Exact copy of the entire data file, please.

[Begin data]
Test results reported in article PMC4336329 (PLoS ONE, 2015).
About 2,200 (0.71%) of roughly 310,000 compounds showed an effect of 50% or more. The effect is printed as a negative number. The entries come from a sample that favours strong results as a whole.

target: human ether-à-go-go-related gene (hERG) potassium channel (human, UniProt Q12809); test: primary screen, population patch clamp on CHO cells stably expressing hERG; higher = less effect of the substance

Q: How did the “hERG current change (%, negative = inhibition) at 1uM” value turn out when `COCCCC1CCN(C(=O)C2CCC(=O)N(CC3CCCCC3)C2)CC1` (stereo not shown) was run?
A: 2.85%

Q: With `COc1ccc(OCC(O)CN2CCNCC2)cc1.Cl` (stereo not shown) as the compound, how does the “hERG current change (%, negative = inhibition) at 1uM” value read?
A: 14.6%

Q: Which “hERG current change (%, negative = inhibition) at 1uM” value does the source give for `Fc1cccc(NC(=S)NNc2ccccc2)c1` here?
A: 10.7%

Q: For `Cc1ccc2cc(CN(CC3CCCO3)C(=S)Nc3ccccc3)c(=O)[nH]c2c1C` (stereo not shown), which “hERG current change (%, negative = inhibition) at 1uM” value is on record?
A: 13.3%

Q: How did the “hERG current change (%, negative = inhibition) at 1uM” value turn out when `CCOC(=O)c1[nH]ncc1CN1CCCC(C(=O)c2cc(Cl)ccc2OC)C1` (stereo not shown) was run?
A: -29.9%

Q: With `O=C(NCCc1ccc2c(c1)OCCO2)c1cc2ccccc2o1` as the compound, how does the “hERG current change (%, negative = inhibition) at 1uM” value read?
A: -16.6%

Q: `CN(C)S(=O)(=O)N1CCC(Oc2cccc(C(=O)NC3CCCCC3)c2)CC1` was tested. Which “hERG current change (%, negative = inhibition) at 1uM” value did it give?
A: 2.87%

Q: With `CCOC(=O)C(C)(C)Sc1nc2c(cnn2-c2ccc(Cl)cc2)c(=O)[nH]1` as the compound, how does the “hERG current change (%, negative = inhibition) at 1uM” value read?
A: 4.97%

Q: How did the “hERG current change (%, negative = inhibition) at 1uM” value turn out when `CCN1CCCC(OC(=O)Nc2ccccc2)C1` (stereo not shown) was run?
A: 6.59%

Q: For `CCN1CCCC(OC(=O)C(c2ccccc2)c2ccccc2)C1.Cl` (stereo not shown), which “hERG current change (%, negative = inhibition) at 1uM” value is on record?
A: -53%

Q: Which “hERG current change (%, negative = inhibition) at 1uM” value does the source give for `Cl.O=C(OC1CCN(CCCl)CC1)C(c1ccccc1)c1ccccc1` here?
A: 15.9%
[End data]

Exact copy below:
Test results reported in article PMC4336329 (PLoS ONE, 2015).
About 2,200 (0.71%) of roughly 310,000 compounds showed an effect of 50% or more. The effect is printed as a negative number. The entries come from a sample that favours strong results as a whole.

target: human ether-à-go-go-related gene (hERG) potassium channel (human, UniProt Q12809); test: primary screen, population patch clamp on CHO cells stably expressing hERG; higher = less effect of the substance

Q: How did the “hERG current change (%, negative = inhibition) at 1uM” value turn out when `COCCCC1CCN(C(=O)C2CCC(=O)N(CC3CCCCC3)C2)CC1` (stereo not shown) was run?
A: 2.85%

Q: With `COc1ccc(OCC(O)CN2CCNCC2)cc1.Cl` (stereo not shown) as the compound, how does the “hERG current change (%, negative = inhibition) at 1uM” value read?
A: 14.6%

Q: Which “hERG current change (%, negative = inhibition) at 1uM” value does the source give for `Fc1cccc(NC(=S)NNc2ccccc2)c1` here?
A: 10.7%

Q: For `Cc1ccc2cc(CN(CC3CCCO3)C(=S)Nc3ccccc3)c(=O)[nH]c2c1C` (stereo not shown), which “hERG current change (%, negative = inhibition) at 1uM” value is on record?
A: 13.3%

Q: How did the “hERG current change (%, negative = inhibition) at 1uM” value turn out when `CCOC(=O)c1[nH]ncc1CN1CCCC(C(=O)c2cc(Cl)ccc2OC)C1` (stereo not shown) was run?
A: -29.9%

Q: With `O=C(NCCc1ccc2c(c1)OCCO2)c1cc2ccccc2o1` as the compound, how does the “hERG current change (%, negative = inhibition) at 1uM” value read?
A: -16.6%

Q: `CN(C)S(=O)(=O)N1CCC(Oc2cccc(C(=O)NC3CCCCC3)c2)CC1` was tested. Which “hERG current change (%, negative = inhibition) at 1uM” value did it give?
A: 2.87%

Q: With `CCOC(=O)C(C)(C)Sc1nc2c(cnn2-c2ccc(Cl)cc2)c(=O)[nH]1` as the compound, how does the “hERG current change (%, negative = inhibition) at 1uM” value read?
A: 4.97%

Q: How did the “hERG current change (%, negative = inhibition) at 1uM” value turn out when `CCN1CCCC(OC(=O)Nc2ccccc2)C1` (stereo not shown) was run?
A: 6.59%

Q: For `CCN1CCCC(OC(=O)C(c2ccccc2)c2ccccc2)C1.Cl` (stereo not shown), which “hERG current change (%, negative = inhibition) at 1uM” value is on record?
A: -53%

Q: Which “hERG current change (%, negative = inhibition) at 1uM” value does the source give for `Cl.O=C(OC1CCN(CCCl)CC1)C(c1ccccc1)c1ccccc1` here?
A: 15.9%